March 9, 2010 / 4:48 AM / 9 years ago

Firms can thank crisis for more loyal workers

SINGAPORE (Reuters Life!) - It may have hammered many a company’s balance sheet, but the global financial crisis has made more than two out of five employees feel totally committed to their employer, a global survey showed.

Employees work at the Tradeworx office in Red Bank, New Jersey November 17, 2009. REUTERS/Mike Segar

The survey, conducted by international employment firm Kelly Services in Europe, North America and Asia Pacific, also found companies with positive management, strong morale and active communications succeeded in making their workforce more engaged despite the uncertainty caused by falling profits and layoffs.

Respondents cited “more interesting or challenging work” as the main reason that would make them more engaged in their job, ahead of higher salaries and more benefits, the survey showed.

“Many organizations have been through an extremely difficult period but some have managed the challenges in a positive way and have emerged with a new level of trust among the workforce,” Kelly Services CEO George Corona said in a statement.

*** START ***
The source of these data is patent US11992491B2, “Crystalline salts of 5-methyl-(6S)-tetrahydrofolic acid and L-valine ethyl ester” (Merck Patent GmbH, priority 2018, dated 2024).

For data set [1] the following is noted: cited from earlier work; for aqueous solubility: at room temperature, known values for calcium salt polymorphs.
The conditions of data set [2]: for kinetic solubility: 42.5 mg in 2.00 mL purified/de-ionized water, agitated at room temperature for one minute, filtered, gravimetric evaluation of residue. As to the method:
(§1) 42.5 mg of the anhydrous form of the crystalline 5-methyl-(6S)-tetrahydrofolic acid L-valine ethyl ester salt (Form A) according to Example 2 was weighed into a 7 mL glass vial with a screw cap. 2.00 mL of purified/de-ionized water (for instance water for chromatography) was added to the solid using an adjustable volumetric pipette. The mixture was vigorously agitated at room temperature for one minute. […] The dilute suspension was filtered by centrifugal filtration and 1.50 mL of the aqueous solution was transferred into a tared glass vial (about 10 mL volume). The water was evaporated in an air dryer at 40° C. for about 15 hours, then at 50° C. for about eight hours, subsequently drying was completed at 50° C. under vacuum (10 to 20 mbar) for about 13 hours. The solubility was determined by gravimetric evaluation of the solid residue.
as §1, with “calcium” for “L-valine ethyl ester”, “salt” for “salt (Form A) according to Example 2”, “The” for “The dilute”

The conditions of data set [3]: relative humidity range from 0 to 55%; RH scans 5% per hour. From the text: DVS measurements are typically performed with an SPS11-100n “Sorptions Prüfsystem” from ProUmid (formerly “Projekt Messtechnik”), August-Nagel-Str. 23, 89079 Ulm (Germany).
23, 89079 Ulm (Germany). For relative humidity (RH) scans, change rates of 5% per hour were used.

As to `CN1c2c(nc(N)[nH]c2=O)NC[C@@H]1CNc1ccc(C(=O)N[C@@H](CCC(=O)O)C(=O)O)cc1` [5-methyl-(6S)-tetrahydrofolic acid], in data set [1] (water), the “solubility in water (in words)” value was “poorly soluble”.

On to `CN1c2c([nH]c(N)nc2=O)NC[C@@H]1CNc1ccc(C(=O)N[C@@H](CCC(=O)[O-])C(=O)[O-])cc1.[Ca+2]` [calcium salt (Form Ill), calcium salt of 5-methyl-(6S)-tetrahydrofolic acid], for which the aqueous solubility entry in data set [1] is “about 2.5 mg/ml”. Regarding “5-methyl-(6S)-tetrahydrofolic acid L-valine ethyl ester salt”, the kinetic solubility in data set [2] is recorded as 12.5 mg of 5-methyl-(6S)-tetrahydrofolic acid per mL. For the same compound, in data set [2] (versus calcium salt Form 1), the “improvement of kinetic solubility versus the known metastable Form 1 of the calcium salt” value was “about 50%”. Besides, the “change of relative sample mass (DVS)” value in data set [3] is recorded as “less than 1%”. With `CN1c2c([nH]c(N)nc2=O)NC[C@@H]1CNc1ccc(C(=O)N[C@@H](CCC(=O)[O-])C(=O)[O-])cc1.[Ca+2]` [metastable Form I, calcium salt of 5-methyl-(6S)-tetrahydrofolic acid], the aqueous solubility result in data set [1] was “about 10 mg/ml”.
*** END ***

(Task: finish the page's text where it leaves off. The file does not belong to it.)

The annual Kelly Global Workforce Index polled about 134,000 people in 29 countries from October to January.

It found 43 percent of employees said they felt “totally committed” to their current employers and 26 percent felt “somewhat committed.”

A total of 27 percent, or more than a quarter, of respondents worldwide said the economic recession made them feel more loyal to their employer, while only 10 percent felt less loyal and 63 percent said it has made no difference.

Slightly more Generation “Y” workers, or those aged between 18 and 29 years, said the downturn had made them more loyal than Generation “X” employees — 28 percent compared to 26 percent.

The survey also showed the most “engaged” employees were in North America, where 52 percent say they are totally committed to their job, compared with 47 percent in Asia Pacific and 36 percent in Europe.

When considering whether to remain in or quit their job, younger workers have a much greater interest in the possibility of career advancement. Older workers predominantly focus on the quality of management, according to the poll.

The survey also found all generations are watching closely how organizations manage their corporate reputation, a key factor on deciding whether to stay or leave.

“Attracting employees and keeping them productively engaged is constantly among the most challenging tasks for employers,” Corona said.

“A multi-generational strategy is vital to attracting not only the best talent, but also to fostering a climate that encourages creativity and learning for all workers.”

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Writing by Miral Fahmy, editing by Jerry Norton

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